'I trust Theresa May, she'll take care of the Maltese in Britain', Muscat says

Joseph Muscat confirmed that there were four possible Brexit scenarios, with a no-deal Brexit still very much on the table

Joseph Muscat:
Joseph Muscat: "The British themselves do not know what kind of Brexit they want... we can't prepare our people and our businesses with every possible Brexit scenario."

Joseph Muscat said that he trusted British Prime Minister Theresa May and that he believes the Maltese people in the UK will be taken care of, whatever the Brexit outcome.

"I trust May. She's very reliable. There was never a situation where she promised something she couldn't deliver," Muscat said, adding that he had full faith that Maltese citizens in Britain will benefit from a generous deal on the basis of the historical and agreeable relationship between the two countries.

Muscat delivered a ministerial statement in Parliament on Monday in the wake of last week's special meeting of the European Council. He confirmed that Malta had agreed to extend the UK's Brexit deadline to 31 October at the EU leaders' meeting.

"We provided the English citizens in Malta with the most generous deal any member state has offered. These people can rest assured that they will be treated well, enjoying a 10-year work permit that can keep getting renewed. I have full faith that the Maltese in Britain will enjoy the same privileges," Muscat said.

He added, however, that the British themselves did not know what they wanted in terms of Brexit. "There are two to three doors open to the UK now and a decision has to be taken."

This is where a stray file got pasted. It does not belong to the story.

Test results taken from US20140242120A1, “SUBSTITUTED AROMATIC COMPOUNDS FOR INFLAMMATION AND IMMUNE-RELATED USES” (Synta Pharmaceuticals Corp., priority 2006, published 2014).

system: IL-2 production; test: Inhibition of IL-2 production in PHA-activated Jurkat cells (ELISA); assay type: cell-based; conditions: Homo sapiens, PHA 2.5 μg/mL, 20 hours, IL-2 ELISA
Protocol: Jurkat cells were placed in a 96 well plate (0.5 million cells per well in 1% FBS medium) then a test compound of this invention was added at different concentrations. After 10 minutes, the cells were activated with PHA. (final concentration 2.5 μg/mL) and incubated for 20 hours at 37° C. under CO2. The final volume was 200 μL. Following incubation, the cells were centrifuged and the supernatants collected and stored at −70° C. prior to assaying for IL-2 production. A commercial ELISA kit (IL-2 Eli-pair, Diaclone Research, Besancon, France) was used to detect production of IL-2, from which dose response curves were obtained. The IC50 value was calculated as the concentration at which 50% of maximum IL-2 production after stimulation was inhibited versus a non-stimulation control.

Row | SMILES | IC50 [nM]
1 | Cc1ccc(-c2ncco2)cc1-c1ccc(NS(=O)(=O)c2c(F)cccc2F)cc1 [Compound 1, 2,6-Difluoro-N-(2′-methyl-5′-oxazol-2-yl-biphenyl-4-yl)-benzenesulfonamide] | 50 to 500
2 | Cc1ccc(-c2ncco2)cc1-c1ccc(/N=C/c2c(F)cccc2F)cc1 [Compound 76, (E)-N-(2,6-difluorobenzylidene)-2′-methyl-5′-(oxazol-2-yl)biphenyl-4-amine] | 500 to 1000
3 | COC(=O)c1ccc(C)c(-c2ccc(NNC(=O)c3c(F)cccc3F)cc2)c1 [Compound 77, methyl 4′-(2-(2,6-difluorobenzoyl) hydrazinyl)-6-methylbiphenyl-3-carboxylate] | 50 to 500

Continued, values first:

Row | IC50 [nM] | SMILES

Four possible scenarios

Muscat said that there were four possible scenarios in terms of Brexit at present.

"The first is that the prime minister and the opposition leader ratify an agreement before the 31 October. The second possibility is a no-deal Brexit. The third is when Britain leaves the EU automatically in June if it does not organise MEP elections. Or else: Britain remains a member state in the EU," Muscat said.

He highlighted the fact that a no-deal Brexit was still a possibility and that while there was subsidiary legislation in place to protect both Maltese citizens in the UK and British citizens in Malta, businesses could still be in limbo.

"The government is offering assistance to all kinds of businesses via the Malta Enterprise but no amount of preparation is enough because there is uncertainty at every turn," Muscat said, adding that if all possible permutations were to be presented by government to businesses, the government would be doing a disservice.

"All we can do right now is work on risk management and start minimising the options of preparations that our businesses and our people can take," Muscat said.

The prime minister argued that these preparations were far from secret and that the government had even provided the opposition with a cabinet memo regarding adequate arrangement and instructions to several businesses.

Muscat did not elaborate, even as Opposition Leader Adrian Delia asked him about which sectors and departments were being given priority and what the official information being passed out by government is.

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